Document Type : Original Article
Department of Biochemistry, Muzaffarnagar Medical College, Muzaffarnagar, India
Department of Metabolism and Nutrition, Medical University of the Americas, Charlestown, Saint Kitts and Nevis
Department of Physiology, Medical University of the Americas, Charlestown, Saint Kitts and Nevis
Background and aim: Cigarette smoking is known to be associated with increased oxidative stress and renal function, both known to be associated with cardiovascular disease. The present study aimed to associate oxidative stress with kidney function in cigarette smokers.
Material and methods: The present study was carried out in the department of biochemistry, Santosh medical college, Ghaziabad, National Capital Region (NCR), India. In this study, 280 subjects were enrolled, out of which 140 were smokers, and 140 were non-smokers healthy individuals. The subjects who had been smoking for two or more than two years were included. All the subjects were in 20 – 60 years of age.
Results: The mean levels of blood urea (p=0.019), serum creatinine (p=0.013), urinary albumin (p<0.0001), urinary albumin creatinine ratio (uACR) (p<0.0001), Cystatin C (p=0.01) and Malondialdehyde (MDA) (p<0.0001) were increased in smokers as compared to non-smokers while the concentration of serum uric acid (p=0.02), urinary creatinine (p=0.01) and estimated glomerular filtration rate (eGFR) (p<0.0001) levels were decreased in smokers as compared to non-smokers. Malondialdehyde was negatively and significantly correlated estimated glomerular filtration rate (r=-.442, p<0.05) and positively and significantly correlated with uACR (r=0.536, p<0.01) and Cystatin C (r=0.428, p<0.05).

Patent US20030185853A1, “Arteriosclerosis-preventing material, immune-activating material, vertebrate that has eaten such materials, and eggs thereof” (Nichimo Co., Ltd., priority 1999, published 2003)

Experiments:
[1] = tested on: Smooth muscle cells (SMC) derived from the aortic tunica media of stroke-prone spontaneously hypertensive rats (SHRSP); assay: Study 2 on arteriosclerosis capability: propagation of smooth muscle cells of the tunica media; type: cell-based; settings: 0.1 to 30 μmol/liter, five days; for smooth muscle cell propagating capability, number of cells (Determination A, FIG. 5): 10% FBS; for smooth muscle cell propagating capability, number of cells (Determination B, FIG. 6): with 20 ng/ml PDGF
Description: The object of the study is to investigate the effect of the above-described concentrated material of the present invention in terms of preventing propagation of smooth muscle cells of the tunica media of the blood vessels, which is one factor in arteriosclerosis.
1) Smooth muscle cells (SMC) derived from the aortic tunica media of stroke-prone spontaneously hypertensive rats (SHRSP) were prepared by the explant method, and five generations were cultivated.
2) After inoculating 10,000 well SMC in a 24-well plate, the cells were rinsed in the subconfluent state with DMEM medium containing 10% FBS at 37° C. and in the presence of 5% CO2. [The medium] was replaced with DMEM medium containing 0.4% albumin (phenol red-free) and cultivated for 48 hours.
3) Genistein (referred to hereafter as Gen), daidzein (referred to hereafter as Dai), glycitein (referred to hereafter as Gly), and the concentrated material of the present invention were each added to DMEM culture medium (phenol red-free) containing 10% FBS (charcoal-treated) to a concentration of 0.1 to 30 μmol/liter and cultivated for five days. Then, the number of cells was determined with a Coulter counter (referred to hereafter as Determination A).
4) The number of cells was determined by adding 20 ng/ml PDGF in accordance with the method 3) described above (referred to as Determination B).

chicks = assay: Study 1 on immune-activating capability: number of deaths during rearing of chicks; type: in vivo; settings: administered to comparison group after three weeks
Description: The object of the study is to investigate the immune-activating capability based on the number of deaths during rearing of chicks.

Conclusions: The present study concluded that Smoking increases renal parameters and oxidative stress and a significant association between oxidative stress and renal parameters in smokers.